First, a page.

MASON CITY, Iowa - It’s quite learning day for some students at one local high school as they’re getting first hand knowledge on the benefits of getting involved with science, technology, engineering, and math.
It’s all part of Governor Branstad’s push for Iowa’s STEM program.
Through the eyes of a student, seeing a brain in the palm of someone’s hand can be well, interesting.
But for Des Moines University Med Student, Emily Boes, it’s amazing.
“Today’s been really good I think it’s important to be able to have the kids get the exposure to the medical field then. There are so many different opportunities for a career in healthcare,” said Emily.
And that’s why Emily is doing her best to show this group of students from Mason CityHigh School how cool and mind blowing science can be.
“They are really taken aback by it, they can’t imagine that the liver is really that big or we have a lung with tumors in it and that blows their mind so that’s pretty cool,” said Emily.
And that’s exactly what Science Teacher Heidi Bonebrake from the high school is hoping for.
“The kids get to see and experience things that I can’t bring to them you know actual human organs that we’re donated by somebody so they get to see what they really look like as opposed to a pig,” said Bonebrake.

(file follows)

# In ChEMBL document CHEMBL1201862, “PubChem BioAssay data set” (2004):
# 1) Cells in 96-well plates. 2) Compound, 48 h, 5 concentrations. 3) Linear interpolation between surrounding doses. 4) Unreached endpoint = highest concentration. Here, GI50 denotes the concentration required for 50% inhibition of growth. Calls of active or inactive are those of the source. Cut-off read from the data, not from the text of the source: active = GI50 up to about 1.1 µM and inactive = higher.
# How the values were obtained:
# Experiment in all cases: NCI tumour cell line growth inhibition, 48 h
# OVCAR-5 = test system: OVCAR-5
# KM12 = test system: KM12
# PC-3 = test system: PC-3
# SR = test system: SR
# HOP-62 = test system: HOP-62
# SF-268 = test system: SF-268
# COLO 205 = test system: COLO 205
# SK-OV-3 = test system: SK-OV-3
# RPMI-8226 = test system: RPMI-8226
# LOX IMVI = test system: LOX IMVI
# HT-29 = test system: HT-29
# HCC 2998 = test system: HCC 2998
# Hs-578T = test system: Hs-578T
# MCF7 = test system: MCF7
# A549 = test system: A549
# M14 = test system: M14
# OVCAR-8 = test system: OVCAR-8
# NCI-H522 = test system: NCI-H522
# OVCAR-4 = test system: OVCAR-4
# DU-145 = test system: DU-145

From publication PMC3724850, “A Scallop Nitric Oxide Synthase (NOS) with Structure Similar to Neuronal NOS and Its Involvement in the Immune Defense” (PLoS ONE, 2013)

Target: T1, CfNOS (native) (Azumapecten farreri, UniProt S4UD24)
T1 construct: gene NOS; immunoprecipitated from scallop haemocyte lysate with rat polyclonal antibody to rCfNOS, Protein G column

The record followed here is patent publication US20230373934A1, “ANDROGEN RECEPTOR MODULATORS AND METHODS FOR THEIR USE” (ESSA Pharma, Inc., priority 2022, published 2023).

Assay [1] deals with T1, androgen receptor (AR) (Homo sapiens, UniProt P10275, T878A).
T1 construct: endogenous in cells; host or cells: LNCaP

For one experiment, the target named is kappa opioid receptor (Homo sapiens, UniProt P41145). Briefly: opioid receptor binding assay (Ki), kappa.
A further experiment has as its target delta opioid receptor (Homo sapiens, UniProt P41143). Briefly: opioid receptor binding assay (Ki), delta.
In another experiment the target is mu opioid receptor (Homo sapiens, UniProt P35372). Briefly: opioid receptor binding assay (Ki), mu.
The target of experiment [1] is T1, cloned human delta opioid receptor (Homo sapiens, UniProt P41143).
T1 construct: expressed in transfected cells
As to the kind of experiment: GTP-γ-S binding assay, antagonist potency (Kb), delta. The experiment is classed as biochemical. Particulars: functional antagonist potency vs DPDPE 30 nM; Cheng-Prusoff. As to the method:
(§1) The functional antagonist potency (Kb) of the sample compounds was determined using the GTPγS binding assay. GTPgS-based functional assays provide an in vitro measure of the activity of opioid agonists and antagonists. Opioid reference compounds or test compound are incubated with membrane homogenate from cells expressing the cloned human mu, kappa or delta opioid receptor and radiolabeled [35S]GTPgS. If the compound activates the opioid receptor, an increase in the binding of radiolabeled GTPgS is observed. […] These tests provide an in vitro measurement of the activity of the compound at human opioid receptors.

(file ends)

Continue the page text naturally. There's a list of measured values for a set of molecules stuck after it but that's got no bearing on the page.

Ms. Bonebrake is one of two teachers with the school who applied to be a part of the STEM Scale-Up Program.
From suturing, 3D imaging, to a simulation model of the lungs and heart, students’ curiosity could be seen kicking in.
“I teach human anatomy of physiology and Mason City has a lot of careers to the healthcare so I wanted the kids to have an opportunity to experience the various careers,” said Bonebrake.
And from what Emily could see, that’s the science in it all.
“The experience and realize that there’s a lot of interesting things with science that there are a lot of different options for careers and hopefully they’re able to apply that into whatever they become,” said Bonebrake.
More than 800 schools will be participating in the STEM Scale-Up Program.
Other towns participating include Charles City, Marshalltown, and Humboldt.